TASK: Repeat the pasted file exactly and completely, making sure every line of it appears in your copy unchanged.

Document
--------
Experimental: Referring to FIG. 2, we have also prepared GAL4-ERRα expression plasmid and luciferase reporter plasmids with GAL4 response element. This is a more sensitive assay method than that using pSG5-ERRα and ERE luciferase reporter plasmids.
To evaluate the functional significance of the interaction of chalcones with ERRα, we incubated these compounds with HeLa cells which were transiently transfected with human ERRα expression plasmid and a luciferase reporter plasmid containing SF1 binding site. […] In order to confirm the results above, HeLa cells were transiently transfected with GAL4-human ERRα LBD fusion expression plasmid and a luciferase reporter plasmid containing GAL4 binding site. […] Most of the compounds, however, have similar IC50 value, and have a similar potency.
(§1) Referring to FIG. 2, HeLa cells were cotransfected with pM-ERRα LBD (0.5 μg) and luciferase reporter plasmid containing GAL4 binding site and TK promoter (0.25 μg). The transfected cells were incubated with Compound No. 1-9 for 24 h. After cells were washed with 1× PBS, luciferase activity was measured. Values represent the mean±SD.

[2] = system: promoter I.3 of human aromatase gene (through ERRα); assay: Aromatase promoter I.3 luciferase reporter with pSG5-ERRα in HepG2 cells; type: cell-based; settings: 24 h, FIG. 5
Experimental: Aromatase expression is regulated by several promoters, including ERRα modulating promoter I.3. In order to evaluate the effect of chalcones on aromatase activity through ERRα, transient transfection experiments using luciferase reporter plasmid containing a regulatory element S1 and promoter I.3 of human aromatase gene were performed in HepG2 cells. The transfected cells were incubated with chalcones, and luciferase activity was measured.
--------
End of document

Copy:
Experimental: Referring to FIG. 2, we have also prepared GAL4-ERRα expression plasmid and luciferase reporter plasmids with GAL4 response element. This is a more sensitive assay method than that using pSG5-ERRα and ERE luciferase reporter plasmids.
To evaluate the functional significance of the interaction of chalcones with ERRα, we incubated these compounds with HeLa cells which were transiently transfected with human ERRα expression plasmid and a luciferase reporter plasmid containing SF1 binding site. […] In order to confirm the results above, HeLa cells were transiently transfected with GAL4-human ERRα LBD fusion expression plasmid and a luciferase reporter plasmid containing GAL4 binding site. […] Most of the compounds, however, have similar IC50 value, and have a similar potency.
(§1) Referring to FIG. 2, HeLa cells were cotransfected with pM-ERRα LBD (0.5 μg) and luciferase reporter plasmid containing GAL4 binding site and TK promoter (0.25 μg). The transfected cells were incubated with Compound No. 1-9 for 24 h. After cells were washed with 1× PBS, luciferase activity was measured. Values represent the mean±SD.

[2] = system: promoter I.3 of human aromatase gene (through ERRα); assay: Aromatase promoter I.3 luciferase reporter with pSG5-ERRα in HepG2 cells; type: cell-based; settings: 24 h, FIG. 5
Experimental: Aromatase expression is regulated by several promoters, including ERRα modulating promoter I.3. In order to evaluate the effect of chalcones on aromatase activity through ERRα, transient transfection experiments using luciferase reporter plasmid containing a regulatory element S1 and promoter I.3 of human aromatase gene were performed in HepG2 cells. The transfected cells were incubated with chalcones, and luciferase activity was measured.